Anyone who has known me for the last 20+ years knows that I’m loyal to one thing; éS footwear and the Accel. Aside from a brief scare between 2012 and 2014, éS has been my only choice for shoes. Since their return, éS has paid homage to the classic style, functionality, and tech in their catalog, while also releasing a few limited throwbacks in the mix.
After success with the etnies Sal 23, éS Footwear was imagined by Pierre-André Senizergues as he joined forces with Don Brown over 25 years ago. Retiring while being recognized as a World Champion freestyle skateboarder, Pierre-André left his hometown outside of Paris for California.
etnies released their first skate film High 5 in 1995 and Pierre-André saw the potential of the new crew coming up. The video highlighted the talent witnessed first hand from the likes of Koston, Penny, Muska, and so many others.
With the help of Sal Barbier moving over from etnies, Pierre-André launched éS in 1995, created to be a more aesthetic and sophisticated branch of etnies focused on the streets. The Accel, the Sal 23, and the SLB became staples of the skate community. Pierre-André gained full rights and created Sole Tech. Like all youngins in the late ’90s, the folks weren’t exactly excited to spend their hard-earned dollars on expensive (or any) shoes we’d destroy in a week. Sheep, Simple, and Duffs were my introduction to a stylish, functional skate shoe on a budget. Once realizing éS offered better comfort, functionality, and…of course, the aesthetics, I never looked back. Don’t recall ever riding in an original pair of Sal 23s or SLBs, but can’t forget the first kickflip in an Accel.
Then Koston 1 and the Muska were released around the same time Ambush opened the doors in a small strip mall in Kennesaw, GA, in ’97. The Koston 1 immediately became legendary and a must-have for advanced skate shoe tech. It was one of the first skateboard-specific shoes to include the air pocket that would become popular in the era. It provided heel and toe protection that wasn’t on the market before. The Muska brought a completely different offering to the mix and had monumental release hype. The accent aigu éS badge toe protector and stash pocket quickly became a must on skaters’ want list. This badge can be easily noticed in the Swift.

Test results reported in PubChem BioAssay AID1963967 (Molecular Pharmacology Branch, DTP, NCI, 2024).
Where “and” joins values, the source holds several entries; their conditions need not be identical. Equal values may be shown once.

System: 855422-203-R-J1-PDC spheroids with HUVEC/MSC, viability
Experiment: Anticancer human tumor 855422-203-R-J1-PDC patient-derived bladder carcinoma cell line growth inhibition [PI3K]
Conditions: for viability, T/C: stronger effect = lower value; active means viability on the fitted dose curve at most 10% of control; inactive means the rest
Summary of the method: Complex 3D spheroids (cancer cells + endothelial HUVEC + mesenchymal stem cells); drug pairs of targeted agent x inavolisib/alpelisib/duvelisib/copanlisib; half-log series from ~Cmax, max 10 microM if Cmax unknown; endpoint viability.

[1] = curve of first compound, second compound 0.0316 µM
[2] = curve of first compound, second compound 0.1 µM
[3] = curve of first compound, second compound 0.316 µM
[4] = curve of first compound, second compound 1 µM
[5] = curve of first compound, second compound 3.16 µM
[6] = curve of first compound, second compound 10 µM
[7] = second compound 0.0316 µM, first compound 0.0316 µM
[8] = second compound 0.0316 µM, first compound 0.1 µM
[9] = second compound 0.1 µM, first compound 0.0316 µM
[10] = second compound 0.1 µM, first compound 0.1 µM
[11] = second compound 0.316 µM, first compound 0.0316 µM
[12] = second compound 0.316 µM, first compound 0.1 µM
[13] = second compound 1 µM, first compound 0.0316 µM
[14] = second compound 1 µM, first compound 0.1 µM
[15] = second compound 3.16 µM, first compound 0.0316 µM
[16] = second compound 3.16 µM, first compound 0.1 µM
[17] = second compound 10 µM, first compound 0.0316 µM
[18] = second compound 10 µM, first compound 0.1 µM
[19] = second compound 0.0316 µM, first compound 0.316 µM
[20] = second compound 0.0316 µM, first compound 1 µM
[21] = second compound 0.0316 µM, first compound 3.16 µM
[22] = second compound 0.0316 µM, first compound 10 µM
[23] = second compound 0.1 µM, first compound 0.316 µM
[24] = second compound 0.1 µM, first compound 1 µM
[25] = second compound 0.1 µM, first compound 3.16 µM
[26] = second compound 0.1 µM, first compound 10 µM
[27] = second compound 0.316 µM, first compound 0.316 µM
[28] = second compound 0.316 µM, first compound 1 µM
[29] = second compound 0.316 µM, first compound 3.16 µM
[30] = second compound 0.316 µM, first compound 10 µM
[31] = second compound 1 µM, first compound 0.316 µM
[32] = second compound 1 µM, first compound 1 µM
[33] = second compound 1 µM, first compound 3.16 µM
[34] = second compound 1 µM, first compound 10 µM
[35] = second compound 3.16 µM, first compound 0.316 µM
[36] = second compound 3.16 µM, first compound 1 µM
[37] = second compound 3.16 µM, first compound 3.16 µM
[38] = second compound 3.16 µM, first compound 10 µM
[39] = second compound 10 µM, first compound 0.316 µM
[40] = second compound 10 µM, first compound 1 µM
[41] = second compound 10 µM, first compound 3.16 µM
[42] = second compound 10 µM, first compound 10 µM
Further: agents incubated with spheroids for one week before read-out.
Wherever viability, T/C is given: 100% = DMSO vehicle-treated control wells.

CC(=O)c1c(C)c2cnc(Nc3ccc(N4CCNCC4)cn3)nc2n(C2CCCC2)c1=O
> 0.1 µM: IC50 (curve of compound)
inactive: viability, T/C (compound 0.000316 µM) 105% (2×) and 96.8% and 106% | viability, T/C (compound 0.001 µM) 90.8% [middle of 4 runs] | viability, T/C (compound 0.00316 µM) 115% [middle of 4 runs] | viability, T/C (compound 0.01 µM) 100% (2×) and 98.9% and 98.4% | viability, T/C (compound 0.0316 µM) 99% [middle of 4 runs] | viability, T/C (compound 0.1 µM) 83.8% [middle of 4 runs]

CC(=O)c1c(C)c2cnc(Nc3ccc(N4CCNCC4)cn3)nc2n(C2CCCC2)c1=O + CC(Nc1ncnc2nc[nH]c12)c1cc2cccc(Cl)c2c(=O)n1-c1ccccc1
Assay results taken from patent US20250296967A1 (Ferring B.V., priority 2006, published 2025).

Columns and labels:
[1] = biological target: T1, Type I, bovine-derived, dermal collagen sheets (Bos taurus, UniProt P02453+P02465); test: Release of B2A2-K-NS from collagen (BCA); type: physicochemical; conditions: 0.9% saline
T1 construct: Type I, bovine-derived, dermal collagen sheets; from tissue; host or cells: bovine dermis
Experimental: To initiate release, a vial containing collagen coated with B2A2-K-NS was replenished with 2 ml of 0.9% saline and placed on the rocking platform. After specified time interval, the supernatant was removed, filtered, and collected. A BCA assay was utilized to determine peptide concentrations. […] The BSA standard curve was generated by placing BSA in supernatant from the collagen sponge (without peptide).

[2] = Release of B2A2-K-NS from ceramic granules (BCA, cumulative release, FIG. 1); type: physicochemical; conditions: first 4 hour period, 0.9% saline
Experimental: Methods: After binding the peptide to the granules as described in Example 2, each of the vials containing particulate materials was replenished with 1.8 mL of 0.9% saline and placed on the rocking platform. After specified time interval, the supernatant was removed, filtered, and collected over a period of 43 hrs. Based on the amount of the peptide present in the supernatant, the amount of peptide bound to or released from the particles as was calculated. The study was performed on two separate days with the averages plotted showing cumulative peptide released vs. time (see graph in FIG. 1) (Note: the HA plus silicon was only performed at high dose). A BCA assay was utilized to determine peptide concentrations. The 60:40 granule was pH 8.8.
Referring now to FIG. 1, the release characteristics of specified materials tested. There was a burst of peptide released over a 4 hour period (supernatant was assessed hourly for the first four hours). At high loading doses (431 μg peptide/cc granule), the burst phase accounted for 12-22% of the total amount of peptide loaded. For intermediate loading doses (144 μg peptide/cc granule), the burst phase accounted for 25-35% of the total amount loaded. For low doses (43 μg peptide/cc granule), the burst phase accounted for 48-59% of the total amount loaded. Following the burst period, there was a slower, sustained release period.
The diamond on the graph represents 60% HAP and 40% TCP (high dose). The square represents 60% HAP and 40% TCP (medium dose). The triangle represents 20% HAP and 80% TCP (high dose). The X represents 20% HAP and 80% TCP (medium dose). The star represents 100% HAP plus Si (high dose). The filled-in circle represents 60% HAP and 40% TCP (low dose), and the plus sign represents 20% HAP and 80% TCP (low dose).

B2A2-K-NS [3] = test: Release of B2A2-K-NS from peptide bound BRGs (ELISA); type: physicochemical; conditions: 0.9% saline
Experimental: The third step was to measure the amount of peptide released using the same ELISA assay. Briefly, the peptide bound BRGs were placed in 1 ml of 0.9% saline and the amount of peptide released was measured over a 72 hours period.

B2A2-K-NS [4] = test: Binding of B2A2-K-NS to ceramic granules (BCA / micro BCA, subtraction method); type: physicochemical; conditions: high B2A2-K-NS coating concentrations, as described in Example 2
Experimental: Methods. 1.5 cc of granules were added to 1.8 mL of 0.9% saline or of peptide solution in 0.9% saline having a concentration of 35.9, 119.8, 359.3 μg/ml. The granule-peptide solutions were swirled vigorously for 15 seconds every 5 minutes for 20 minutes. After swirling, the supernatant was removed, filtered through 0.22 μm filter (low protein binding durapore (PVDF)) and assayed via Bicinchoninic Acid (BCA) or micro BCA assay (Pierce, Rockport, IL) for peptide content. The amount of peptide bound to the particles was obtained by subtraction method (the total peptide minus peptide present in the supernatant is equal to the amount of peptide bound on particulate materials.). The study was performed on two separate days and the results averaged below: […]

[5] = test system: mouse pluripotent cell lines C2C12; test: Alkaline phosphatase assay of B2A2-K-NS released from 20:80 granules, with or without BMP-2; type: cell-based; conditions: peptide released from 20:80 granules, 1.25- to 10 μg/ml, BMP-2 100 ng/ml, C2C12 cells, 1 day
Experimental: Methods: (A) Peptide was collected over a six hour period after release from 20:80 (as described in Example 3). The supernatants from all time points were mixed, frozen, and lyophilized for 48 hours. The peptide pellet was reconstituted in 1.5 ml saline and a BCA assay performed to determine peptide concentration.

In 1998 éS came out with the Koston 2. After skating nothing but fat tongue, flat sole shoes, the Koston 2 originally felt like a running shoe. With the ultra low toe profile and large heel cushion, it first felt like skating in high heels. Turns out it was very technical. I wondered what it’s rerelease would mean to the upcoming ripper. This would also be the year of the Creager, the SLB 98, and the Vector. The following year the Burnquist and Symbol were released.
At the turn of the millennium, éS releases Menikmati and the Koston 3. Based on the Jordan 12, the Koston 3 was widely adopted by many as their first choice to chomp on it. The éS influence and style was adopted by what would become the next generation of skate legends from Arto to McCrank, and also introduced P-Rod to the world.
Then the Sparta and Tribo were offered for the first time. Recently rereleased, they sparked nostalgia, as they were in stock and gone immediately. éS also recently released the Evant as a tribute to the Koston 3. They also flew out the door.
After finally releasing a Penny shoe and reissuing a new, more technical Koston 1, the EK-01, a clear changing of the guard, was on the horizon. For their 10-year anniversary, éS brought a simple, yet advanced technical shoe in the Accelerate. A young 10-year-old Nyjah Huston started making noise and would go on to win Tampa Am. I was there and seeing this in person was eye-opening. Recognizing the talent, éS and Scuba Steve swooped in to make Nyjah part of the éS family. Because my technical ability severely lacked compared to my love for skateboarding, I’ve always been the “filmer” of the crew. People like Danny Minnick (Genie of the Lamp) and Josh Stewart (Static series) inspired a raw filming style I tried to emulate. When éS honored Scuba with his very own Accel with a filmer logo it was an absolute must-have.
The years that would follow are ones my generation would rather forget. The current state we are in bring back the ominous feeling of those days. But skaters have a different attitude about falling, constantly scanning our landscape imagining how or what we could do to make it skateable, dodging security, and persisting until the bolts are stomped on the roll out. As Rodney Mullen eloquently put it, “falling becomes normal, and picking yourself up again is normal. The resilience skaters have is uncommon in regular life.” éS has become a heritage brand that has always represented the true grit of skateboarding. Big brands have a leg up and do sometimes offer advancements to the skate community others can not, but the next time you’re looking for a shoe to do that perfect flip, the Accel has been tested and proven to bring it. Support Your Local Skate Community!